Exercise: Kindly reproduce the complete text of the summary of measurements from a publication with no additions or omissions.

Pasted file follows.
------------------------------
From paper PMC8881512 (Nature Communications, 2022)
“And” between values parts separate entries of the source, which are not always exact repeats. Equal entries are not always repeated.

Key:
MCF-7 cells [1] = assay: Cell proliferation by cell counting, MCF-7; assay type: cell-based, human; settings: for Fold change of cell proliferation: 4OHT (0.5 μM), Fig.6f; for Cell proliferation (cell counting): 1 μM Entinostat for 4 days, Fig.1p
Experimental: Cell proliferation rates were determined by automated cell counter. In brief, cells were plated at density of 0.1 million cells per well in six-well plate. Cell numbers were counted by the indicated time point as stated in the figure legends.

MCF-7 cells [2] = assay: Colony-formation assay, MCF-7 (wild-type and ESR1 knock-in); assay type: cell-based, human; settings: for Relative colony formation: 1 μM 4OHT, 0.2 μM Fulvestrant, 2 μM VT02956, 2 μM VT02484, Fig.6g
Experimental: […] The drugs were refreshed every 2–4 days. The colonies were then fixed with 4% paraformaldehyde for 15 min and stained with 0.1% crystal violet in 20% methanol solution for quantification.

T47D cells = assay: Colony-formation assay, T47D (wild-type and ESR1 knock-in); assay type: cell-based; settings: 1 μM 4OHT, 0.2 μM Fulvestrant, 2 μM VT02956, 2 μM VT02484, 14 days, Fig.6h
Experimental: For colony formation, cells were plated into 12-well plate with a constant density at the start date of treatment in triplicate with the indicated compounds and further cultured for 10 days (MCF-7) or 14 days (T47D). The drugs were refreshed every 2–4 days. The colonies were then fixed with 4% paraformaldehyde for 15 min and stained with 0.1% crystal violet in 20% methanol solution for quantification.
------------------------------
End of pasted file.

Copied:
From paper PMC8881512 (Nature Communications, 2022)
“And” between values parts separate entries of the source, which are not always exact repeats. Equal entries are not always repeated.

Key:
MCF-7 cells [1] = assay: Cell proliferation by cell counting, MCF-7; assay type: cell-based, human; settings: for Fold change of cell proliferation: 4OHT (0.5 μM), Fig.6f; for Cell proliferation (cell counting): 1 μM Entinostat for 4 days, Fig.1p
Experimental: Cell proliferation rates were determined by automated cell counter. In brief, cells were plated at density of 0.1 million cells per well in six-well plate. Cell numbers were counted by the indicated time point as stated in the figure legends.

MCF-7 cells [2] = assay: Colony-formation assay, MCF-7 (wild-type and ESR1 knock-in); assay type: cell-based, human; settings: for Relative colony formation: 1 μM 4OHT, 0.2 μM Fulvestrant, 2 μM VT02956, 2 μM VT02484, Fig.6g
Experimental: […] The drugs were refreshed every 2–4 days. The colonies were then fixed with 4% paraformaldehyde for 15 min and stained with 0.1% crystal violet in 20% methanol solution for quantification.

T47D cells = assay: Colony-formation assay, T47D (wild-type and ESR1 knock-in); assay type: cell-based; settings: 1 μM 4OHT, 0.2 μM Fulvestrant, 2 μM VT02956, 2 μM VT02484, 14 days, Fig.6h
Experimental: For colony formation, cells were plated into 12-well plate with a constant density at the start date of treatment in triplicate with the indicated compounds and further cultured for 10 days (MCF-7) or 14 days (T47D). The drugs were refreshed every 2–4 days. The colonies were then fixed with 4% paraformaldehyde for 15 min and stained with 0.1% crystal violet in 20% methanol solution for quantification.